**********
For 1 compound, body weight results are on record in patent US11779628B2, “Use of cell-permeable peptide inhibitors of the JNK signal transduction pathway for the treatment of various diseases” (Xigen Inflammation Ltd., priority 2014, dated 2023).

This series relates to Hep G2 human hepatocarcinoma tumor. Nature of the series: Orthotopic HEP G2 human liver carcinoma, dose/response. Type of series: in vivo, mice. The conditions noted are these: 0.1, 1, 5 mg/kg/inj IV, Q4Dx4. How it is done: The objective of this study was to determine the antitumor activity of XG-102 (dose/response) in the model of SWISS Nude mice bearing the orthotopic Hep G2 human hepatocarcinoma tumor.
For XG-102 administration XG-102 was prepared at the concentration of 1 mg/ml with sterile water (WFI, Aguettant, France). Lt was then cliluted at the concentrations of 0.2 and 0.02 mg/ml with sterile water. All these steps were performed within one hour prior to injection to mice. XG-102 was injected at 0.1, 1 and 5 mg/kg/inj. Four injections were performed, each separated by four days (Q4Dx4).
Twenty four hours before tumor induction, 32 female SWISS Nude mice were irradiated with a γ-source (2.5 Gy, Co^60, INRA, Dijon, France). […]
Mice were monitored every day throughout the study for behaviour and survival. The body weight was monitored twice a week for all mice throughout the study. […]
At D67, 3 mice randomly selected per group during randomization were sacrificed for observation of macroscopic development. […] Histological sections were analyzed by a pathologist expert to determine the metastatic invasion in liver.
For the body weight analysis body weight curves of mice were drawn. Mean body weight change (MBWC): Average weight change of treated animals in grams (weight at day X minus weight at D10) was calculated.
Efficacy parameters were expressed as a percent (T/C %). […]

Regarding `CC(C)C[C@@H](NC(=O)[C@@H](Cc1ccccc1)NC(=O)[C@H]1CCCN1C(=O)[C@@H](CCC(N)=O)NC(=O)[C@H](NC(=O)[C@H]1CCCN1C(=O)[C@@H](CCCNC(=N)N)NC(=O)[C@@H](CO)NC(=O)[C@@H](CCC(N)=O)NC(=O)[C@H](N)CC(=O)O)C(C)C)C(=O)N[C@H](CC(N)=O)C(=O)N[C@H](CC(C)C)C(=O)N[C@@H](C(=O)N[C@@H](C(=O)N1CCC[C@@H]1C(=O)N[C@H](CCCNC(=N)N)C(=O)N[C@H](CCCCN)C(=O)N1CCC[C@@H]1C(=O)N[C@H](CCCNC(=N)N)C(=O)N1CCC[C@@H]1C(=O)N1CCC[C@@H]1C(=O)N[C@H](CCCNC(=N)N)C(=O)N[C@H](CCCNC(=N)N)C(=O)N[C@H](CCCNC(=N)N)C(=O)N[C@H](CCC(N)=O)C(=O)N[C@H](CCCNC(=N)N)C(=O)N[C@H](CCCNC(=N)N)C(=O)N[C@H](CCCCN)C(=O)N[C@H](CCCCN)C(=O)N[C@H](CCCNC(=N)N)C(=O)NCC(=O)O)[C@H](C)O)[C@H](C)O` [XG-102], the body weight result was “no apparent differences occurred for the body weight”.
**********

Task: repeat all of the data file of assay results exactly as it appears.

For 1 compound, body weight results are on record in patent US11779628B2, “Use of cell-permeable peptide inhibitors of the JNK signal transduction pathway for the treatment of various diseases” (Xigen Inflammation Ltd., priority 2014, dated 2023).

This series relates to Hep G2 human hepatocarcinoma tumor. Nature of the series: Orthotopic HEP G2 human liver carcinoma, dose/response. Type of series: in vivo, mice. The conditions noted are these: 0.1, 1, 5 mg/kg/inj IV, Q4Dx4. How it is done: The objective of this study was to determine the antitumor activity of XG-102 (dose/response) in the model of SWISS Nude mice bearing the orthotopic Hep G2 human hepatocarcinoma tumor.
For XG-102 administration XG-102 was prepared at the concentration of 1 mg/ml with sterile water (WFI, Aguettant, France). Lt was then cliluted at the concentrations of 0.2 and 0.02 mg/ml with sterile water. All these steps were performed within one hour prior to injection to mice. XG-102 was injected at 0.1, 1 and 5 mg/kg/inj. Four injections were performed, each separated by four days (Q4Dx4).
Twenty four hours before tumor induction, 32 female SWISS Nude mice were irradiated with a γ-source (2.5 Gy, Co^60, INRA, Dijon, France). […]
Mice were monitored every day throughout the study for behaviour and survival. The body weight was monitored twice a week for all mice throughout the study. […]
At D67, 3 mice randomly selected per group during randomization were sacrificed for observation of macroscopic development. […] Histological sections were analyzed by a pathologist expert to determine the metastatic invasion in liver.
For the body weight analysis body weight curves of mice were drawn. Mean body weight change (MBWC): Average weight change of treated animals in grams (weight at day X minus weight at D10) was calculated.
Efficacy parameters were expressed as a percent (T/C %). […]

Regarding `CC(C)C[C@@H](NC(=O)[C@@H](Cc1ccccc1)NC(=O)[C@H]1CCCN1C(=O)[C@@H](CCC(N)=O)NC(=O)[C@H](NC(=O)[C@H]1CCCN1C(=O)[C@@H](CCCNC(=N)N)NC(=O)[C@@H](CO)NC(=O)[C@@H](CCC(N)=O)NC(=O)[C@H](N)CC(=O)O)C(C)C)C(=O)N[C@H](CC(N)=O)C(=O)N[C@H](CC(C)C)C(=O)N[C@@H](C(=O)N[C@@H](C(=O)N1CCC[C@@H]1C(=O)N[C@H](CCCNC(=N)N)C(=O)N[C@H](CCCCN)C(=O)N1CCC[C@@H]1C(=O)N[C@H](CCCNC(=N)N)C(=O)N1CCC[C@@H]1C(=O)N1CCC[C@@H]1C(=O)N[C@H](CCCNC(=N)N)C(=O)N[C@H](CCCNC(=N)N)C(=O)N[C@H](CCCNC(=N)N)C(=O)N[C@H](CCC(N)=O)C(=O)N[C@H](CCCNC(=N)N)C(=O)N[C@H](CCCNC(=N)N)C(=O)N[C@H](CCCCN)C(=O)N[C@H](CCCCN)C(=O)N[C@H](CCCNC(=N)N)C(=O)NCC(=O)O)[C@H](C)O)[C@H](C)O` [XG-102], the body weight result was “no apparent differences occurred for the body weight”.